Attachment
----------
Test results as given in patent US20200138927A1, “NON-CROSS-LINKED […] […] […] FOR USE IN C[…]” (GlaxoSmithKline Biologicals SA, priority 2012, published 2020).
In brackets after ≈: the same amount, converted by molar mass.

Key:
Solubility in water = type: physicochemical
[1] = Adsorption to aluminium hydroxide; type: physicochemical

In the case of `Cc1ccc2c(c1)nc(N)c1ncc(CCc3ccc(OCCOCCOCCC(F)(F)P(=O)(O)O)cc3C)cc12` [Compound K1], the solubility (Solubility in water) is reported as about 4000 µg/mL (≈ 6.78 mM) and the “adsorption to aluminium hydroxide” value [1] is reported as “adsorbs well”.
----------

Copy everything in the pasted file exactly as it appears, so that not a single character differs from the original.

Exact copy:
Test results as given in patent US20200138927A1, “NON-CROSS-LINKED […] […] […] FOR USE IN C[…]” (GlaxoSmithKline Biologicals SA, priority 2012, published 2020).
In brackets after ≈: the same amount, converted by molar mass.

Key:
Solubility in water = type: physicochemical
[1] = Adsorption to aluminium hydroxide; type: physicochemical

In the case of `Cc1ccc2c(c1)nc(N)c1ncc(CCc3ccc(OCCOCCOCCC(F)(F)P(=O)(O)O)cc3C)cc12` [Compound K1], the solubility (Solubility in water) is reported as about 4000 µg/mL (≈ 6.78 mM) and the “adsorption to aluminium hydroxide” value [1] is reported as “adsorbs well”.